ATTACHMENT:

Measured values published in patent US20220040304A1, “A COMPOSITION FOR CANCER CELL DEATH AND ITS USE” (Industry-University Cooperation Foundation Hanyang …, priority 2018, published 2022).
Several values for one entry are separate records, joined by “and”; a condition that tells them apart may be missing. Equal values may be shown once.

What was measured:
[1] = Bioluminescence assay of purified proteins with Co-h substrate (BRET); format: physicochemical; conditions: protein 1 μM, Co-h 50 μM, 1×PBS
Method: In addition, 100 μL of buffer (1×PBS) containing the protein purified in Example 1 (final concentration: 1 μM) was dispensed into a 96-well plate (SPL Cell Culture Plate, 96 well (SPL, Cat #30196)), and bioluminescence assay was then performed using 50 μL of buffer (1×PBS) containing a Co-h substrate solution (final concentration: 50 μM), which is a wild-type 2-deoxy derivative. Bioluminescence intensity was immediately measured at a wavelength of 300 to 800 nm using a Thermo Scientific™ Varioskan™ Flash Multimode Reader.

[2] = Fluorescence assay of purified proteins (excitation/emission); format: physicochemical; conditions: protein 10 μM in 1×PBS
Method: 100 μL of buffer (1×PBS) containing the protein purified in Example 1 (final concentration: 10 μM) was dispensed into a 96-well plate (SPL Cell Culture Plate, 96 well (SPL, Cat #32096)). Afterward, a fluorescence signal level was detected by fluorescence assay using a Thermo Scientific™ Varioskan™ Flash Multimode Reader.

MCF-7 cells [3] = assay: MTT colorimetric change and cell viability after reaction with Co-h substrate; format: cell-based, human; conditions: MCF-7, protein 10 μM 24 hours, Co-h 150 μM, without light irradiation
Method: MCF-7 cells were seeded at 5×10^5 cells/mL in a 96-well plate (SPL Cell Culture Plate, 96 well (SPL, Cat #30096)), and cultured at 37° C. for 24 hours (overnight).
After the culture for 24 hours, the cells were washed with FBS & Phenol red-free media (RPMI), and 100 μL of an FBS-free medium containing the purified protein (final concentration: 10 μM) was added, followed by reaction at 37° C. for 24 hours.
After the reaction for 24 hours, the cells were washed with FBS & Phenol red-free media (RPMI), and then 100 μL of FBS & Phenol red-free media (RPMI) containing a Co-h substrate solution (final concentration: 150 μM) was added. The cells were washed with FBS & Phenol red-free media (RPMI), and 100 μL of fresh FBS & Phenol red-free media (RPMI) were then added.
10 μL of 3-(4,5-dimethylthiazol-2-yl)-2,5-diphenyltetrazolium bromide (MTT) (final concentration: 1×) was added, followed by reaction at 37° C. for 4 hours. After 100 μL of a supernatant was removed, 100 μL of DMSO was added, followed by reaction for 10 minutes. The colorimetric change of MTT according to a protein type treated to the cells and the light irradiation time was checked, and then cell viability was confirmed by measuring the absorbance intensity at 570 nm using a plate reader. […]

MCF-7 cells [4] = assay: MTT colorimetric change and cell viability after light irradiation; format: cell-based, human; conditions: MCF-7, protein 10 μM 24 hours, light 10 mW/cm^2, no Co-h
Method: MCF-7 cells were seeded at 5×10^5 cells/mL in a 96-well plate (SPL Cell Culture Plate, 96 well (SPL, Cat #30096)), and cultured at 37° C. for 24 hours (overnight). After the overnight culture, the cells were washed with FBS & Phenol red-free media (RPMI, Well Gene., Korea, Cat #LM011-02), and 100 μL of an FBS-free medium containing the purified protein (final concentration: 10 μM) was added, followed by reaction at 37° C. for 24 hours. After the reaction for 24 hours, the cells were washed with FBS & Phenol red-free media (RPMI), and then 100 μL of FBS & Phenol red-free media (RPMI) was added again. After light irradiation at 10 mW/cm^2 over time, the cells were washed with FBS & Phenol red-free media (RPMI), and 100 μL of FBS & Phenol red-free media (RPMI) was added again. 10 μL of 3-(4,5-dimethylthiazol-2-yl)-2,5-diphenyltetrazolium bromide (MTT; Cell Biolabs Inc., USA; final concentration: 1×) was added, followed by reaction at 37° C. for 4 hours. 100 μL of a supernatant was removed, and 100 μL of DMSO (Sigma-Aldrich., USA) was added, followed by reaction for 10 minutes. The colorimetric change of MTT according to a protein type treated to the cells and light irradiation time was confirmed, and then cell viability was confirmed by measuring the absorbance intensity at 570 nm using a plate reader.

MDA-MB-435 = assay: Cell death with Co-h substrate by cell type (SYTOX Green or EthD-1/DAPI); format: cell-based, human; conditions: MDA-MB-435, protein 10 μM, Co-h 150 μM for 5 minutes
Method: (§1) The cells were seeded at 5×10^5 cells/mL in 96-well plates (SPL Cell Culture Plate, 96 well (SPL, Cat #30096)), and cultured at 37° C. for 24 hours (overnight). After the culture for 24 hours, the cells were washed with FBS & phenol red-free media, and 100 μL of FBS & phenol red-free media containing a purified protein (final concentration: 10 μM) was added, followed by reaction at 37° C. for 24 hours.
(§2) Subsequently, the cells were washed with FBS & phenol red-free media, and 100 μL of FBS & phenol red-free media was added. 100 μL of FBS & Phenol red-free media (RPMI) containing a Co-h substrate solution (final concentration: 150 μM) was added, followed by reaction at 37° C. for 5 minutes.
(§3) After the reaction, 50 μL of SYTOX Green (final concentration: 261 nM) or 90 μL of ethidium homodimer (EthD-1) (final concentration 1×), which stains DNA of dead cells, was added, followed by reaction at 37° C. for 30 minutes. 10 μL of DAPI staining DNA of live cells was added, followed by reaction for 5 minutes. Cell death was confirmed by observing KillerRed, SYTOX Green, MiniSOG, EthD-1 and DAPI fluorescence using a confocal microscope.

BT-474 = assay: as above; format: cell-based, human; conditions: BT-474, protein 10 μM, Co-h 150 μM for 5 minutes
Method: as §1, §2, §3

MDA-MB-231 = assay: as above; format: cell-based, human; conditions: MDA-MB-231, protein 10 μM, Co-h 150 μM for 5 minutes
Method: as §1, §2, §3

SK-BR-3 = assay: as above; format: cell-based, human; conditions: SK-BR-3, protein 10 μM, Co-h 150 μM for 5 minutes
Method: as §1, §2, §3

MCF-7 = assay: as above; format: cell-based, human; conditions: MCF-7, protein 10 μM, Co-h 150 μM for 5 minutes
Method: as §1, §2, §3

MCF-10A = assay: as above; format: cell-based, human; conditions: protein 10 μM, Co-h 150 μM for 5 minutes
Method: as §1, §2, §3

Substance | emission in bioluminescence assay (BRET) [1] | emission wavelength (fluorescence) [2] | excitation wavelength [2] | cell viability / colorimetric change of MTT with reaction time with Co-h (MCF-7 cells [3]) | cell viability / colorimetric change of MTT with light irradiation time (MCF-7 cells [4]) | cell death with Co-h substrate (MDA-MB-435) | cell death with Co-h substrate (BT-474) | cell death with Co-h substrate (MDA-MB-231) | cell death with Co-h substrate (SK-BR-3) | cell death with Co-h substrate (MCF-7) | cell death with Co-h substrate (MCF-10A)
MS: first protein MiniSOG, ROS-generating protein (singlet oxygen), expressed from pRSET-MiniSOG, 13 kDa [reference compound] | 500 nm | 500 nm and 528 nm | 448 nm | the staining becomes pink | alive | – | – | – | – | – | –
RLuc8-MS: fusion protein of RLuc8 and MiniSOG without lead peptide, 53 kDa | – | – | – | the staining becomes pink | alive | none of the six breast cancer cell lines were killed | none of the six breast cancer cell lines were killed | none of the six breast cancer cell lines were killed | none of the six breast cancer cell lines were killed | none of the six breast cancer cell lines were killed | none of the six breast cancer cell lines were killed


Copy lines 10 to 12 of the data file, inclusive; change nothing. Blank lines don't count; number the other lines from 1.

After the culture for 24 hours, the cells were washed with FBS & Phenol red-free media (RPMI), and 100 μL of an FBS-free medium containing the purified protein (final concentration: 10 μM) was added, followed by reaction at 37° C. for 24 hours.
After the reaction for 24 hours, the cells were washed with FBS & Phenol red-free media (RPMI), and then 100 μL of FBS & Phenol red-free media (RPMI) containing a Co-h substrate solution (final concentration: 150 μM) was added. The cells were washed with FBS & Phenol red-free media (RPMI), and 100 μL of fresh FBS & Phenol red-free media (RPMI) were then added.
10 μL of 3-(4,5-dimethylthiazol-2-yl)-2,5-diphenyltetrazolium bromide (MTT) (final concentration: 1×) was added, followed by reaction at 37° C. for 4 hours. After 100 μL of a supernatant was removed, 100 μL of DMSO was added, followed by reaction for 10 minutes. The colorimetric change of MTT according to a protein type treated to the cells and the light irradiation time was checked, and then cell viability was confirmed by measuring the absorbance intensity at 570 nm using a plate reader. […]